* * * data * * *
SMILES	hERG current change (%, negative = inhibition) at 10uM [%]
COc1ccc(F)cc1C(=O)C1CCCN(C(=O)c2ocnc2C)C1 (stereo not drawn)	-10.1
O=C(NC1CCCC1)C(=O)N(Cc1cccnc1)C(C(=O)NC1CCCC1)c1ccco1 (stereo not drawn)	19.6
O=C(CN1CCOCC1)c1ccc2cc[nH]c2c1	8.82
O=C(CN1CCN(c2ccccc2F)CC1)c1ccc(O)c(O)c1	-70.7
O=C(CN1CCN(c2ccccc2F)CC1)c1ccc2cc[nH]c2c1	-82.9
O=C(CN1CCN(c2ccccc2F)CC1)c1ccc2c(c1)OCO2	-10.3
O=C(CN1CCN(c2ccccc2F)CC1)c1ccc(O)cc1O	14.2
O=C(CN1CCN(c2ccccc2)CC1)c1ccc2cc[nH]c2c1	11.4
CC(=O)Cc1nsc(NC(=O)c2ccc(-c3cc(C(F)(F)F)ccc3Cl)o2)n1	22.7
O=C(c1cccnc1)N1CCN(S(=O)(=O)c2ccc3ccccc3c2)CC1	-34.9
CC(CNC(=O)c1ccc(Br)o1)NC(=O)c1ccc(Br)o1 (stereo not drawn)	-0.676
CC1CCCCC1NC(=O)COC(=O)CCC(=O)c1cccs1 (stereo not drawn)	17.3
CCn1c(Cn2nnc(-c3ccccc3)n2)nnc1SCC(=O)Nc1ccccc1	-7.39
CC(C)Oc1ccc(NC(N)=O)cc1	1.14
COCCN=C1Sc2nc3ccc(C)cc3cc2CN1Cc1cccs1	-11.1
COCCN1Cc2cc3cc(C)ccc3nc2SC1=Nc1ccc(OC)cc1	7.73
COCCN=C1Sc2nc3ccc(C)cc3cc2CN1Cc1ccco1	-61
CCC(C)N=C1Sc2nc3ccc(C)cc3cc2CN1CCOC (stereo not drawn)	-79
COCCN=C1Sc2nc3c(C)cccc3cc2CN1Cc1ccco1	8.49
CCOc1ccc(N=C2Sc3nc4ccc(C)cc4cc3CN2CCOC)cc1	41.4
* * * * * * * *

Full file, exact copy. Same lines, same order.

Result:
SMILES	hERG current change (%, negative = inhibition) at 10uM [%]
COc1ccc(F)cc1C(=O)C1CCCN(C(=O)c2ocnc2C)C1 (stereo not drawn)	-10.1
O=C(NC1CCCC1)C(=O)N(Cc1cccnc1)C(C(=O)NC1CCCC1)c1ccco1 (stereo not drawn)	19.6
O=C(CN1CCOCC1)c1ccc2cc[nH]c2c1	8.82
O=C(CN1CCN(c2ccccc2F)CC1)c1ccc(O)c(O)c1	-70.7
O=C(CN1CCN(c2ccccc2F)CC1)c1ccc2cc[nH]c2c1	-82.9
O=C(CN1CCN(c2ccccc2F)CC1)c1ccc2c(c1)OCO2	-10.3
O=C(CN1CCN(c2ccccc2F)CC1)c1ccc(O)cc1O	14.2
O=C(CN1CCN(c2ccccc2)CC1)c1ccc2cc[nH]c2c1	11.4
CC(=O)Cc1nsc(NC(=O)c2ccc(-c3cc(C(F)(F)F)ccc3Cl)o2)n1	22.7
O=C(c1cccnc1)N1CCN(S(=O)(=O)c2ccc3ccccc3c2)CC1	-34.9
CC(CNC(=O)c1ccc(Br)o1)NC(=O)c1ccc(Br)o1 (stereo not drawn)	-0.676
CC1CCCCC1NC(=O)COC(=O)CCC(=O)c1cccs1 (stereo not drawn)	17.3
CCn1c(Cn2nnc(-c3ccccc3)n2)nnc1SCC(=O)Nc1ccccc1	-7.39
CC(C)Oc1ccc(NC(N)=O)cc1	1.14
COCCN=C1Sc2nc3ccc(C)cc3cc2CN1Cc1cccs1	-11.1
COCCN1Cc2cc3cc(C)ccc3nc2SC1=Nc1ccc(OC)cc1	7.73
COCCN=C1Sc2nc3ccc(C)cc3cc2CN1Cc1ccco1	-61
CCC(C)N=C1Sc2nc3ccc(C)cc3cc2CN1CCOC (stereo not drawn)	-79
COCCN=C1Sc2nc3c(C)cccc3cc2CN1Cc1ccco1	8.49
CCOc1ccc(N=C2Sc3nc4ccc(C)cc4cc3CN2CCOC)cc1	41.4